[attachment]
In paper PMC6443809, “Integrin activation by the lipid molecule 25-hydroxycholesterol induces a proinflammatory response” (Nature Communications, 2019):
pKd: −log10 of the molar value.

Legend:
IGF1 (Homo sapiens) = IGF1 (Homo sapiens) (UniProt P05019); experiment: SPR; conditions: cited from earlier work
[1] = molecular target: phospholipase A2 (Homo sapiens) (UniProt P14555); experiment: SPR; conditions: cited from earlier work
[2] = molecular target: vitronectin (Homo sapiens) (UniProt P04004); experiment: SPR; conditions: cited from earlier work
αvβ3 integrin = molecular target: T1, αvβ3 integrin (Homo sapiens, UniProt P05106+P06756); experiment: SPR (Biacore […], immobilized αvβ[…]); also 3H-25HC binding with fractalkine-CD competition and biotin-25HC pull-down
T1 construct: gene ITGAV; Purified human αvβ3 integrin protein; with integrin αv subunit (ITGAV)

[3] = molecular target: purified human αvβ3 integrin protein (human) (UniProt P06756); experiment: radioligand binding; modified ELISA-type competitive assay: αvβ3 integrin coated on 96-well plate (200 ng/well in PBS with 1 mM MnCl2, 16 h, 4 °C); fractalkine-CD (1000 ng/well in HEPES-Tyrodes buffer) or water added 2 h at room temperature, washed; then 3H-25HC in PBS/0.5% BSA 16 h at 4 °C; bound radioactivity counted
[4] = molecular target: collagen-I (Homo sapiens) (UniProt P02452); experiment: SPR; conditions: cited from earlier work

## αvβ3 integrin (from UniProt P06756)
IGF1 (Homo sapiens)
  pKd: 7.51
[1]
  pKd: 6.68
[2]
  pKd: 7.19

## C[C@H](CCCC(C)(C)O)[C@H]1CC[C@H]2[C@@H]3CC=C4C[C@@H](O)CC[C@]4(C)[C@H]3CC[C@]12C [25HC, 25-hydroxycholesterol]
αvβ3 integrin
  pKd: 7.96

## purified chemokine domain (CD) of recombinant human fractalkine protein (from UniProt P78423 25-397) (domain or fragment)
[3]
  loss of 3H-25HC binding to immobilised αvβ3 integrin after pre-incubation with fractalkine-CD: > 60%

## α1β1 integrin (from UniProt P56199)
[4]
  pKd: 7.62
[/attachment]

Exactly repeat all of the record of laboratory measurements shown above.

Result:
In paper PMC6443809, “Integrin activation by the lipid molecule 25-hydroxycholesterol induces a proinflammatory response” (Nature Communications, 2019):
pKd: −log10 of the molar value.

Legend:
IGF1 (Homo sapiens) = IGF1 (Homo sapiens) (UniProt P05019); experiment: SPR; conditions: cited from earlier work
[1] = molecular target: phospholipase A2 (Homo sapiens) (UniProt P14555); experiment: SPR; conditions: cited from earlier work
[2] = molecular target: vitronectin (Homo sapiens) (UniProt P04004); experiment: SPR; conditions: cited from earlier work
αvβ3 integrin = molecular target: T1, αvβ3 integrin (Homo sapiens, UniProt P05106+P06756); experiment: SPR (Biacore […], immobilized αvβ[…]); also 3H-25HC binding with fractalkine-CD competition and biotin-25HC pull-down
T1 construct: gene ITGAV; Purified human αvβ3 integrin protein; with integrin αv subunit (ITGAV)

[3] = molecular target: purified human αvβ3 integrin protein (human) (UniProt P06756); experiment: radioligand binding; modified ELISA-type competitive assay: αvβ3 integrin coated on 96-well plate (200 ng/well in PBS with 1 mM MnCl2, 16 h, 4 °C); fractalkine-CD (1000 ng/well in HEPES-Tyrodes buffer) or water added 2 h at room temperature, washed; then 3H-25HC in PBS/0.5% BSA 16 h at 4 °C; bound radioactivity counted
[4] = molecular target: collagen-I (Homo sapiens) (UniProt P02452); experiment: SPR; conditions: cited from earlier work

## αvβ3 integrin (from UniProt P06756)
IGF1 (Homo sapiens)
  pKd: 7.51
[1]
  pKd: 6.68
[2]
  pKd: 7.19

## C[C@H](CCCC(C)(C)O)[C@H]1CC[C@H]2[C@@H]3CC=C4C[C@@H](O)CC[C@]4(C)[C@H]3CC[C@]12C [25HC, 25-hydroxycholesterol]
αvβ3 integrin
  pKd: 7.96

## purified chemokine domain (CD) of recombinant human fractalkine protein (from UniProt P78423 25-397) (domain or fragment)
[3]
  loss of 3H-25HC binding to immobilised αvβ3 integrin after pre-incubation with fractalkine-CD: > 60%

## α1β1 integrin (from UniProt P56199)
[4]
  pKd: 7.62